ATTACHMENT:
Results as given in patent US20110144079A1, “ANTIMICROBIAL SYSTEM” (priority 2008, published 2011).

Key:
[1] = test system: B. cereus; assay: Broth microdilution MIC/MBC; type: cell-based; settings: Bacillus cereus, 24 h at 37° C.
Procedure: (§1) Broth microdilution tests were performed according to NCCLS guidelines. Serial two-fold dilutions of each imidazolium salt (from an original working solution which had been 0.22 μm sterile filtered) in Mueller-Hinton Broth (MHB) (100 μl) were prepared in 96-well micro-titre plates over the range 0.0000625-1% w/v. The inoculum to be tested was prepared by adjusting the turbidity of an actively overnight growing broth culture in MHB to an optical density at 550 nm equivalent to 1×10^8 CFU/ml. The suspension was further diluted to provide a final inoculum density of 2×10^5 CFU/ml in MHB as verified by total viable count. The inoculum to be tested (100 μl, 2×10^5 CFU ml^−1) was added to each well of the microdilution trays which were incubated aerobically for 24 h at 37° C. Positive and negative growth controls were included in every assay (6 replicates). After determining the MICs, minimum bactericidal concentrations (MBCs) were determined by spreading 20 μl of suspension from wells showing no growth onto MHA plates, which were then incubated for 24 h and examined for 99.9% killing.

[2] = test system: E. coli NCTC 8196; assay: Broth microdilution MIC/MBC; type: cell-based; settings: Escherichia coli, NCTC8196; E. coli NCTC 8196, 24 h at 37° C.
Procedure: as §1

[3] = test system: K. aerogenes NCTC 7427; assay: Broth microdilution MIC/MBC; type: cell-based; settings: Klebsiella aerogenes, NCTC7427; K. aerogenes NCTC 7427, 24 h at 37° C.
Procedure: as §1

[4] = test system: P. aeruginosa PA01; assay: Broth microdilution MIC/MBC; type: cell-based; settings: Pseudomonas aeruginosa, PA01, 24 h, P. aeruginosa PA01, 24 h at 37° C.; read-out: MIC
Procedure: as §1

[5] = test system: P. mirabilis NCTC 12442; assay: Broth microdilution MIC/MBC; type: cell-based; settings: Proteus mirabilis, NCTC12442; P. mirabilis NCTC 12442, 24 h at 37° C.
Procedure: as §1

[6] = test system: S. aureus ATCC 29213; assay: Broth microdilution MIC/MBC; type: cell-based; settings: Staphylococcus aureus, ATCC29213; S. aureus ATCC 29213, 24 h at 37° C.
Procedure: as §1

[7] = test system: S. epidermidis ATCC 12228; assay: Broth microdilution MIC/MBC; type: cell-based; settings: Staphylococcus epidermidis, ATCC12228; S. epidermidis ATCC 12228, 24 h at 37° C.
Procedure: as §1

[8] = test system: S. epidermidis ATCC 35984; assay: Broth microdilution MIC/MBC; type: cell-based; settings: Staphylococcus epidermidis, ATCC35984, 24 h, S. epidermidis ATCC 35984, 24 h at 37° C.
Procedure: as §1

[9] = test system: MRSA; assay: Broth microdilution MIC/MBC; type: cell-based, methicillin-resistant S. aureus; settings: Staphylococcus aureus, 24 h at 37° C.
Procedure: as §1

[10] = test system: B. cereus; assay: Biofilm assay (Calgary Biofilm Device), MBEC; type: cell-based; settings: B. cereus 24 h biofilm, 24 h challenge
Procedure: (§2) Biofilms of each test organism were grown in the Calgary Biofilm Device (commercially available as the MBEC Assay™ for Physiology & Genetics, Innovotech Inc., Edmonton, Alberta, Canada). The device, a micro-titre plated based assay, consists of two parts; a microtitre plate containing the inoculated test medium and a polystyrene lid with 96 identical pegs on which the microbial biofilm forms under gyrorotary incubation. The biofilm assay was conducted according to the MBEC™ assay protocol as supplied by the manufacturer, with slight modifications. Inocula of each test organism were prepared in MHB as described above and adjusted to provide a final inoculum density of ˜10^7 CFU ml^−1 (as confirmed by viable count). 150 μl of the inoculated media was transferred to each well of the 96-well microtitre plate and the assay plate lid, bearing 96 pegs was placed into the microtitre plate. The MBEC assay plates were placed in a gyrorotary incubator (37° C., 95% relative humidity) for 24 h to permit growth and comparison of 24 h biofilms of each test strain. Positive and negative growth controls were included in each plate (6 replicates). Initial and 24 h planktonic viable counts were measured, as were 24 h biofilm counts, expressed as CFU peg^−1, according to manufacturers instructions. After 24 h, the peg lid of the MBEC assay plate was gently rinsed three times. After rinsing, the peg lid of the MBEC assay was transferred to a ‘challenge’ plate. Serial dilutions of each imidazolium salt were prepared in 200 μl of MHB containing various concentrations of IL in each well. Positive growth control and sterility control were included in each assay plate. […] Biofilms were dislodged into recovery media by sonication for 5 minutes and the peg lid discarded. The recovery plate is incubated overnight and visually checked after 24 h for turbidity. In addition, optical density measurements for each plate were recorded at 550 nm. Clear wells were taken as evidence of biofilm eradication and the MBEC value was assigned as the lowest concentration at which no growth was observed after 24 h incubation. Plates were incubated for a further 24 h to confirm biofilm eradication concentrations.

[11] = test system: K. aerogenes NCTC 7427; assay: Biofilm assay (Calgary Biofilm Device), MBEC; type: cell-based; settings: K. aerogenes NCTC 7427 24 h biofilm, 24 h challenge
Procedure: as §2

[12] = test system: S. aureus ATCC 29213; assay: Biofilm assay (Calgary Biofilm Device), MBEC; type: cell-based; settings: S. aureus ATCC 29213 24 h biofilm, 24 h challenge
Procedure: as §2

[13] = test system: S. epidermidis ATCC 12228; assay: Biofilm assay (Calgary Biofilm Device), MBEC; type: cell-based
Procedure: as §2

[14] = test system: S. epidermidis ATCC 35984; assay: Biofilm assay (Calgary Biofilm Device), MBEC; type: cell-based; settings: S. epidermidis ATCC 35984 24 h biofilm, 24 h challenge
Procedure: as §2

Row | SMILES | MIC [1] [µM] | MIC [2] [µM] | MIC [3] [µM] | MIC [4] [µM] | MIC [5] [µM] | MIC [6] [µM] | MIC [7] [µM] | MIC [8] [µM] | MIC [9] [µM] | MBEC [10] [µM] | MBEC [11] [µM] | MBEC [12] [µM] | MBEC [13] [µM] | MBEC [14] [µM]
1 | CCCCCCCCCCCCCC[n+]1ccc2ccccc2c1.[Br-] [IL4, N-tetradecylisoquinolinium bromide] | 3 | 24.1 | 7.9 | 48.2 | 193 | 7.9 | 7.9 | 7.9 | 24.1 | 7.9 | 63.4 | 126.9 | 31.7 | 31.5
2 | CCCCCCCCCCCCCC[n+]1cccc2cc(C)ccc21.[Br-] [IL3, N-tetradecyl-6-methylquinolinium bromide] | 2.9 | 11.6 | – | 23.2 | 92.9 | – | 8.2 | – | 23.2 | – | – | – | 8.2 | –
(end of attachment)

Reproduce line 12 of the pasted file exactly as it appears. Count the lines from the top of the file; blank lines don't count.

Procedure: as §1